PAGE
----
Greg Hunt, thanks for joining us today. Tell us about what was going to cost asthma sufferers $21,000 a year, that's now going to be on the PBS.
So there's a new medicine, Fasenra, and that's been listed on the Pharmaceutical Benefits Scheme and it is for people with severe asthma, and over 670 patients will benefit and- because they would otherwise have had to have paid $21,000 a year.
Now, it will be $6.40 or $39.50 a script. So, the vast majority of people would never have been able to have afforded that amount year-on-year and this brings that medicine into their reach and literally helps change their lives.
Now, what about cancer treatments? Because I know there's been a lot of additives this year as to cancer medicines. You’ve added some on the PBS for that, too?
That's right. So as of Saturday, so 1 December, the five new medicines that will help treat almost 3000 people and they’re for leukaemia, in particular, acute myeloid leukaemia; for pancreatic and what are called neuroendocrine tumours, in particular – an amazing new breakthrough.
The - a combination with immunotherapy, which allows the body's immune system to fight back from melanoma, bowel cancer, and the very, very insidious ovarian cancer.
And these medicines would have cost up to $100,000 per year. So, for all of those that are affected and their families and their friends, it's literally life-changing and it's ultimately about saving lives and protecting lives and doing real things that couldn't have a more profound impact.
Now, this is a significant investment from the taxpayer budgets. You're talking, I think, about $100 million?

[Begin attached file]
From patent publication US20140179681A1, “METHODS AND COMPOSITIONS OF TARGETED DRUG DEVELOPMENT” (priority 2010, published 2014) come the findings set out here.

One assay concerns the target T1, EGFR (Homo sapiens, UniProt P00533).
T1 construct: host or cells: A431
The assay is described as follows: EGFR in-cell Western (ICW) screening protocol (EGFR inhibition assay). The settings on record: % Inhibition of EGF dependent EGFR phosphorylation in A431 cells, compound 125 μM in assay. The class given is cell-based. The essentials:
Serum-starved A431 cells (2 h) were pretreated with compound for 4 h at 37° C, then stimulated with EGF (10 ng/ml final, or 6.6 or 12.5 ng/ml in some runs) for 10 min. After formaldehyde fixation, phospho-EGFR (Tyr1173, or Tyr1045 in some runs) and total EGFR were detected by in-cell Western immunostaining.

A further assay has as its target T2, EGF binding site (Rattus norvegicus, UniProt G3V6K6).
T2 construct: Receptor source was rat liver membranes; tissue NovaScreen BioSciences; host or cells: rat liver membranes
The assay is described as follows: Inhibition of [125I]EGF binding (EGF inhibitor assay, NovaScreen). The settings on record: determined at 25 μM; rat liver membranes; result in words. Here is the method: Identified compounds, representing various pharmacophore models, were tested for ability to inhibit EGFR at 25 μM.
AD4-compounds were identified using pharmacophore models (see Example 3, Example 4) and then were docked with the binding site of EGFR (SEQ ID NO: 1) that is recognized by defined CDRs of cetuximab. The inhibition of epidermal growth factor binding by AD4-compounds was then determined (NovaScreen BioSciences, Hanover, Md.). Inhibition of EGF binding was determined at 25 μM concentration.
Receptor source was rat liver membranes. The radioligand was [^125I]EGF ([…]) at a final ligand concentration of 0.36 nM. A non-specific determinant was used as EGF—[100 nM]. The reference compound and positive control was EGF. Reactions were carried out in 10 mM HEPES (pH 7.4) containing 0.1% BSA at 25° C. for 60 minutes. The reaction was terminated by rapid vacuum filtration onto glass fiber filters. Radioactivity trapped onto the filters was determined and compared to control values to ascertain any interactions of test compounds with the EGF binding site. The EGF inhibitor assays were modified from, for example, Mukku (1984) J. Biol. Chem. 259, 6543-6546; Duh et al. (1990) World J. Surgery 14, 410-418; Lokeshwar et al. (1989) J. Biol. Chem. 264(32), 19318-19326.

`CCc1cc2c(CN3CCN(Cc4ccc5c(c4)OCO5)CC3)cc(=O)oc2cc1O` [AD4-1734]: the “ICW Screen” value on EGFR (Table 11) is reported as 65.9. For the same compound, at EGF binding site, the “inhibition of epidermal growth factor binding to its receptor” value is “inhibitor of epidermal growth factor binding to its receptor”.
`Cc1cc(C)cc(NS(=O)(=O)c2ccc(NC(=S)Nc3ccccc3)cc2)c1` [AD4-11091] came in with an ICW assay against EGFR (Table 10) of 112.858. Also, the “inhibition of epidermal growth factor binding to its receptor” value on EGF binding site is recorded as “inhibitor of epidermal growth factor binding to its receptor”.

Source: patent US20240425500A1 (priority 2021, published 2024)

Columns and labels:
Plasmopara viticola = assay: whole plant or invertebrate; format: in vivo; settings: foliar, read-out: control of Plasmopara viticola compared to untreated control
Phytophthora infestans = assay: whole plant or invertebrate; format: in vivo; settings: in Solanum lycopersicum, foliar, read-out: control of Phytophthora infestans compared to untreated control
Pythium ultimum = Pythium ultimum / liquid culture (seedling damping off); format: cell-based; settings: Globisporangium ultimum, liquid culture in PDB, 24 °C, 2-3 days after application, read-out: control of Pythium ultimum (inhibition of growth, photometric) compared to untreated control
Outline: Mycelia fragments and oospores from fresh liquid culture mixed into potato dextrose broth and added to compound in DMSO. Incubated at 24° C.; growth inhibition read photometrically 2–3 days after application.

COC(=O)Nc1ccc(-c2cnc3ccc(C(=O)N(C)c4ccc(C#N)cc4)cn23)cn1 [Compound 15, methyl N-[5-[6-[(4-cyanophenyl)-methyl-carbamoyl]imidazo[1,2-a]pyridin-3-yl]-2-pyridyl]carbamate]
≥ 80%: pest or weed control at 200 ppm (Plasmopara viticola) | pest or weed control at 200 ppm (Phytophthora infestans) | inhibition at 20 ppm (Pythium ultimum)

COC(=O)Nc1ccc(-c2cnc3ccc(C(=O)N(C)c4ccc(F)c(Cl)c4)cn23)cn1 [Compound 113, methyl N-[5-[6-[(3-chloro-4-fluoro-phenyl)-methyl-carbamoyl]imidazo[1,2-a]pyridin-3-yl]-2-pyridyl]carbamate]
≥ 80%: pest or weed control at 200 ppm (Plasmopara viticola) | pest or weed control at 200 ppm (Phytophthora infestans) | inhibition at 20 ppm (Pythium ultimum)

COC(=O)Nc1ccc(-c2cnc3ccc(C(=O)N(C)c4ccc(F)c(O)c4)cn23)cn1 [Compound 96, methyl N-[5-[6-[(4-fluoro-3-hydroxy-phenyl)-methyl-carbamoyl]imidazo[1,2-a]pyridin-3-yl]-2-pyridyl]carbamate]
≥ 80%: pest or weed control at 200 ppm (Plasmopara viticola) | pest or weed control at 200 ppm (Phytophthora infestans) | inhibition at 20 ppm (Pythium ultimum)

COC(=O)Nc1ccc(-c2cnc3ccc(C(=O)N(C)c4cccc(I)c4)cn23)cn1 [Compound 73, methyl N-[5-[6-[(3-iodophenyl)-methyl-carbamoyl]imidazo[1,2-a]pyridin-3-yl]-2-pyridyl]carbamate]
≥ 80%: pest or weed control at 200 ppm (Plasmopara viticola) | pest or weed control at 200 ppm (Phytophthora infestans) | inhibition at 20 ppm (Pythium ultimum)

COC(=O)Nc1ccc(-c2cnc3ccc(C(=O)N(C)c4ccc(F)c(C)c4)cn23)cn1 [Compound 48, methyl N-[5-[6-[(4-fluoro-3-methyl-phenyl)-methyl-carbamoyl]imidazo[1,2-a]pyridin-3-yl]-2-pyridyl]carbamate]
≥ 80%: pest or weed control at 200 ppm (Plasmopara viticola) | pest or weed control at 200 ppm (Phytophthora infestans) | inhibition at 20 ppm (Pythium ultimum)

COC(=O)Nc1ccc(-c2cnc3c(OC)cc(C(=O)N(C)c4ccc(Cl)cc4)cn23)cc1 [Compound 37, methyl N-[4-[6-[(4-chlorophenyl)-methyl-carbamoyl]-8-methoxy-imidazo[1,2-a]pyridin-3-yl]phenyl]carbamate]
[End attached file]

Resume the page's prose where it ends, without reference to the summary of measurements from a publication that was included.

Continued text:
That's right. It's all up a $100 million investment and that is probably as good as any possible use of public funding, where we're providing these lifesaving or life-changing medicines.
The melanoma medicine, the combination of OPDIVO and Yervoy was, for example, the medicine that was used to treat Jarryd Roughead, the Hawthorn Football Club Captain.
It made a massive difference to his life, got him back on the field. I met one of the patients, Ben Kiernan a magnificent young man.
He would never have been able to have afforded $100,000 a year, as virtually nobody could. And his life is back on track. He was on one of the trials, but now for 800 patients with that melanoma a year, that's just completely life-changing.
Are there any more drugs going to be added before Christmas?
So, what they do is the medical experts advise and we should have some more drugs that are currently being considered, and I'm hopeful that on 1 January and 1 February, we'll have more drugs, and if the medical experts recommend them, we will list them.
Now, have we sorted out the use of hospitals taking private patients and then using the revenue to cost shift? You and I have talked about this before. Have there been any more discussions between yourself and the states on this?
Yes. Look, we have been working with the states on that.
I'm hopeful that we will make progress and it matters for two reasons.
One is because it will blow out the waiting lists for public patients, so those that don't have private health insurance, they have to wait longer because the private patients were being given a fast-track by some governments, in particular Queensland and Victoria.
So putting pressure on their public patients – people who might not be able to afford private health insurance.
And secondly, it puts pressure on private health insurance costs. So, they’re the things that we're working on. South Australia has been very balanced.
They want to make sure that they're protecting their own public hospitals and their revenue, but at the same time, not putting pressure on waiting lists or private health insurance premiums.
That's the Health Minister Greg Hunt with some good news on many medicines hitting the PBS.